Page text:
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Adolescent surgery

Study urges Vitamin D deficiency screening

45% of adolescents undergoing evaluation for weight-loss surgery were vitamin D deficient, according to Censani.
Majority of adolescents preparing for surgery were deficient in vitamin D
African Americans most likely to be deficient

Adolescents should undergo vitamin D deficiency screening before having bariatric surgery, according to research presented at The Endocrine Society's 94th Annual Meeting.

The study, carried out researchers at Columbia University Medical Center, New York, found that the majority of adolescents preparing for surgery were deficient in vitamin D.

“This is particularly important prior to bariatric surgery where weight loss and decreased calcium and vitamin D absorption in some procedures may place these patients at further risk particularly as they have not reached their peak bone mass,” said study lead author Dr Marisa Censani, pediatric endocrinology fellow at Columbia.

“These results provide insight into prevalence and risk factors for pre-existing vitamin D deficiency in obese adolescents prior to bariatric surgery.”

While previous studies have found an increased risk of vitamin D deficiency among adults evaluated for weight-loss surgery, whether this deficiency also occurred among morbidly obese adolescents remained unclear. The investigators conducted the study to determine the prevalence of vitamin D deficiency in morbidly obese adolescents evaluated for bariatric surgery

Study

Investigators analysed the medical records of 236 adolescents who were being considered for bariatric surgery between March 2006 and June 2011. Of these patients, 219 provided medical records that included data on vitamin D levels. 65% were female, their average age was 16 years and a mean BMI 48.2. 43% were Caucasian, 35% were Hispanic and 15% were African American.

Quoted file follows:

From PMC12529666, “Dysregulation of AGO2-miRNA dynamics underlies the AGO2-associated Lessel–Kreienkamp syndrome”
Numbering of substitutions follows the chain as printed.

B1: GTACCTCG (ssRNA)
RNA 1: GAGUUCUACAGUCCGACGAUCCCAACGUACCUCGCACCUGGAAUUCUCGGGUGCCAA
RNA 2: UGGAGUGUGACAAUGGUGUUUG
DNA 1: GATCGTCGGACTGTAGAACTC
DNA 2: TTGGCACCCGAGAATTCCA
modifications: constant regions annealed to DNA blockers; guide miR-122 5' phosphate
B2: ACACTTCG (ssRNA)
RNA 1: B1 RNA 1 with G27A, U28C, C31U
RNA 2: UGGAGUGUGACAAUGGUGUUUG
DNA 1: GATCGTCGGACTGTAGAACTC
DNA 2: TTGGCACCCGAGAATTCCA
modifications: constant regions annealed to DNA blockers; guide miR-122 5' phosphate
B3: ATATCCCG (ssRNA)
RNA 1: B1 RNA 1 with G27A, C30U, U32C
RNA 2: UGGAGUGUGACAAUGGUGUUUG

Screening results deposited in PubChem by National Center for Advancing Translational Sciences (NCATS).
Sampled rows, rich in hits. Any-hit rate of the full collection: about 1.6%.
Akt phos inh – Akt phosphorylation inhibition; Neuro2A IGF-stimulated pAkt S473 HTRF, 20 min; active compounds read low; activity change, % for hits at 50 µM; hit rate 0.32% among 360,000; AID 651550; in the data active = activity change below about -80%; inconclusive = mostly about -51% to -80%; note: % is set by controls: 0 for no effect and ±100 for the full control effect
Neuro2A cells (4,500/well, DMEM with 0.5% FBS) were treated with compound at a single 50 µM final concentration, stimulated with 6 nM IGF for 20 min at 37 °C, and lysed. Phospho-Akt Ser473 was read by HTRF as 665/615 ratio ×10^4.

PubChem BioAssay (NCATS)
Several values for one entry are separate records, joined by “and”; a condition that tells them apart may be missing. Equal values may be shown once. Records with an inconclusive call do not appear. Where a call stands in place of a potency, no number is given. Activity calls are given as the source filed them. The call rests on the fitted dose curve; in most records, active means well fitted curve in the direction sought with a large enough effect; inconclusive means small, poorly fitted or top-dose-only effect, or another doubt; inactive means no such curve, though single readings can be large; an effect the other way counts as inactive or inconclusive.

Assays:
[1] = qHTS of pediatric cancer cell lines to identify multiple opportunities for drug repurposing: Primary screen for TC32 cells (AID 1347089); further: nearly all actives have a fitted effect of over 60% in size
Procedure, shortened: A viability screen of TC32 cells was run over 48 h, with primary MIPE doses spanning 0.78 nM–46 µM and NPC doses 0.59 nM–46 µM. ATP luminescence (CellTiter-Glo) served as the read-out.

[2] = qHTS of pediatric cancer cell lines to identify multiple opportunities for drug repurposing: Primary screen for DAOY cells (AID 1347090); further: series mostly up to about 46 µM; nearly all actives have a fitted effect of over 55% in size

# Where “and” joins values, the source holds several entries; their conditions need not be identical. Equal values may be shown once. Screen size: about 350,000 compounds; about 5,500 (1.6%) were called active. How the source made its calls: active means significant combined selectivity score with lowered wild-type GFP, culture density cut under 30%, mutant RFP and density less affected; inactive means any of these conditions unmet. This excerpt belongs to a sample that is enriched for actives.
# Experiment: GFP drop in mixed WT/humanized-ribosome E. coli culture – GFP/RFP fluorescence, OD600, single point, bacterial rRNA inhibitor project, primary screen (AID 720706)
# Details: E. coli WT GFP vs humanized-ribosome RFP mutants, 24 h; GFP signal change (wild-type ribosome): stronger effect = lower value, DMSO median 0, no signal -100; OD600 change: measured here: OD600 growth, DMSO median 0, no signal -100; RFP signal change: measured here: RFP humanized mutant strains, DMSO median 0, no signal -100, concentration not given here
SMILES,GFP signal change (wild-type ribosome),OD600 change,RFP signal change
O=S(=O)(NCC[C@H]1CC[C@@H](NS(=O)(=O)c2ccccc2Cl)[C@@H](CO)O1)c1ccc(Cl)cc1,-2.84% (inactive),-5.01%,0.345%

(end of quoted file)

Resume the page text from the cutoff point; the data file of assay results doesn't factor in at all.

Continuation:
The study defined levels of serum 25OHD as:

  • Adequate >30ng/mL
  • Insufficient 20-29 ng/mL
  • Deficient <20ng/mL
  • Severely deficient <10ng/mL

Censani and her co-investigators found that 45% of adolescents undergoing evaluation for weight-loss surgery were vitamin D deficient and 9% had severe deficiencies (totalling 54% of the patient group). 29% and 17% had insufficient and adequate vitamin D levels, respectively.

They also reported that patients with the highest BMIs were the most likely to be vitamin deficient, with each kilogram increase in BMI correlating with a 0.2ng decrease in 25OHD levels.

The investigators also identified several racial differences and reported that African Americans (82%) were the most likely to be vitamin D deficient, followed by Hispanics (59%), while Caucasians (37%) were the least likely to have a deficiency.

"These results support screening all morbidly obese adolescents for vitamin D deficiency, and treating those who are deficient, particularly prior to bariatric procedures that could place these patients at further risk," Censani said.

The NIH National Institute of Diabetes and Digestive and Kidney Diseases funded the study.

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